16 Glasgow Coma Scale Motor Response Obeys commands Localizing responses to pain Generalized withdrawal to pain Flexor posturing to pain Extensor posturing to pain Extensor posturing to pain No motor response to pain No motor response to pain654321 Verbal Response Oriented Confused conversation Inappropriate speech Incomprehensible speech No speech 54321 Eye Opening Response Spontaneous eye opening Eye opening to speech Eye opening to pain No eye opening 4321 Coma52 __1_ < 8 GCS Mild TBI = 13 - 15 Moderate TBI = 9 – 12 = 9 – 12 Severe TBI = 3 - 8

17 Post-traumatic Amnesia  The time interval from when the person regains consciousness until he or she is able to form memories for ongoing events  The individual is not fully oriented, typically confused, and unable to remember information after a period of distraction

18 Criteria for Severity of TBI MildModerateSevere LOC < 30 min with normal CT &/or MRI LOC < 6 hours with abnormal CT &/or MRI LOC > 6 hours with abnormal CT &/or MRI GCS 13-15 GCS 9-12 GCS 3-8 PTA < 24hr PTA < 7days PTA > 7days

19 3 Cognitive LevelCognitive Level Preinjury Functioning PTA Coma INJURYINJURY Retro- Grade Amnesia Months 6 9 12 Mild TBI Moderate TBI Severe TBI Ongoing Cognitive Problems Brief PTA PTA Ongoing Cognitive Problems

20 Traumatic Brain Injury  Types of TBI Open vs. Closed Open vs. Closed  Etiology Motor vehicle accidents Motor vehicle accidents Falls, assaults, gun shots to the head Falls, assaults, gun shots to the head Explosive Blasts (Iraqi conflict) Explosive Blasts (Iraqi conflict)  Demographics Males > Females Males > Females Peak ages of incidence: Peak ages of incidence: 1-5 yrs; 15-24 yrs; >75 yrs

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22 Civilian Incidence of TBI  General Population 1.5 Million Americans per year 1.5 Million Americans per year 91 per 100,000 91 per 100,000 > Stroke, Spinal Cord Injury, MS > Stroke, Spinal Cord Injury, MS Prevalence: 5.3 million with TBI disability Prevalence: 5.3 million with TBI disability

23 Military Incidence of TBI  Military and Veterans 7,000 peacetime admissions annually 7,000 peacetime admissions annually Active Duty males: 225 per 100,000 Active Duty males: 225 per 100,000 Active Duty females: 150 per 100,000 Active Duty females: 150 per 100,000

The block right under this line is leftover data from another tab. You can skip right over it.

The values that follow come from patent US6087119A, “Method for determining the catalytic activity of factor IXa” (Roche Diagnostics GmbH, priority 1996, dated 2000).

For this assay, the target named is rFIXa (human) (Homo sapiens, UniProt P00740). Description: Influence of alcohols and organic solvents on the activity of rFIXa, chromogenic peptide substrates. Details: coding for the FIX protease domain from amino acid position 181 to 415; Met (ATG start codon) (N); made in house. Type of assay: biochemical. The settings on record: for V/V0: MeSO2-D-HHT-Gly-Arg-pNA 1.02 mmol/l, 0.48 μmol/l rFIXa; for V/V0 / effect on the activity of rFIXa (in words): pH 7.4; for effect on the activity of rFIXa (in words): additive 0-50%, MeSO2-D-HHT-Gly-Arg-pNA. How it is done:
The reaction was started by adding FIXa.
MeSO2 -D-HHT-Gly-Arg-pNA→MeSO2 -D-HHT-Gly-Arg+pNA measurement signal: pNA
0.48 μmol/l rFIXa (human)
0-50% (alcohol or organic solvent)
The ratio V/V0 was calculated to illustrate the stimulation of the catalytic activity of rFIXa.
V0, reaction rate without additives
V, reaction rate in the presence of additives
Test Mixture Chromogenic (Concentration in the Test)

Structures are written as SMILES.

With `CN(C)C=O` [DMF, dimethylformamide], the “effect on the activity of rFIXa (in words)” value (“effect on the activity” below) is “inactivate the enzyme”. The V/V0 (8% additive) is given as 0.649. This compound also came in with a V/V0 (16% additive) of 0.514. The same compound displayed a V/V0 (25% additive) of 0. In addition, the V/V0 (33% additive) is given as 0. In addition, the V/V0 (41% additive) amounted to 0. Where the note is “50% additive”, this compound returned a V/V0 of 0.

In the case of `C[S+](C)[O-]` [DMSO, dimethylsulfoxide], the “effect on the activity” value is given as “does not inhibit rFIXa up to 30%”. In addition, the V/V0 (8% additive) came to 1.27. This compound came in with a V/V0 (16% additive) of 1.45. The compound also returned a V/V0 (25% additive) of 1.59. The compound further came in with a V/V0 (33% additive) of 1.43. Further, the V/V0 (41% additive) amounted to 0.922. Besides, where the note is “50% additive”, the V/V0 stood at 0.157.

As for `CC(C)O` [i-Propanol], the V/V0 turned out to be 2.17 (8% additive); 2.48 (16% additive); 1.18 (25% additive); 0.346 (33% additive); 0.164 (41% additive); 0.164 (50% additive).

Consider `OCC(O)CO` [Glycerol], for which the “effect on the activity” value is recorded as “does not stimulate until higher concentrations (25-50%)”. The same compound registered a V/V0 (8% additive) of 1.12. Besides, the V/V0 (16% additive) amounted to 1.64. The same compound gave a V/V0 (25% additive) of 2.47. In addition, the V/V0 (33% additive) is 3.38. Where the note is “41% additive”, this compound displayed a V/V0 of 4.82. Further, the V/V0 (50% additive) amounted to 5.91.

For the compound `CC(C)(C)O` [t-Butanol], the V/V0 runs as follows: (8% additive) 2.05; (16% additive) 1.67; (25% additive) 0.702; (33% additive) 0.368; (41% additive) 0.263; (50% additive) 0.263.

24 Blast Induced Brain Injury  Rats exposed to whole body blasts (overpressurization waves) & to focal blasts to torso while head protected had cognitive dysfunction (Cer nak et al. 2001)  Clinical characteristics of blast TBI in humans not well described in literature

25 War Injuries: Explosive Blasts  Most common cause of injury  64% of war injuries caused by blasts  41% of blast injured at WRAMC had TBI ( 01/05 - 02/06 )  85% closed head injury

26 Key Iraq wound: Brain trauma By Gregg Zoroya, USA TODAY “A growing number of U.S. troops whose body armor helped them survive bomb and rocket attacks are suffering brain damage as a result of the blasts. It's a type of injury some military doctors say has become the signature wound of the Iraq war.” Shaun Radhay, a Marine, suffered brain damage and other injuries in a mortar blast. By H. Darr Beiser, USA TODAY

27 Consequences of TBI  Cognitive Attention Attention Information processing (speed & efficiency) Information processing (speed & efficiency) Memory and Learning Memory and Learning Abstract Reasoning Abstract Reasoning Executive Functions Executive Functions Problem solving, planning, insight/awareness, set shifting, sequencingProblem solving, planning, insight/awareness, set shifting, sequencing

28 Consequences of TBI  Behavioral-emotional Irritability Irritability Impulsivity Impulsivity Affect Regulation: apathy, agitation, aggression Affect Regulation: apathy, agitation, aggression Depression, Anxiety Depression, Anxiety Social Pragmatics Social Pragmatics Cognitive and behavioral impairments are the most disabling long-term, more so than physical injuries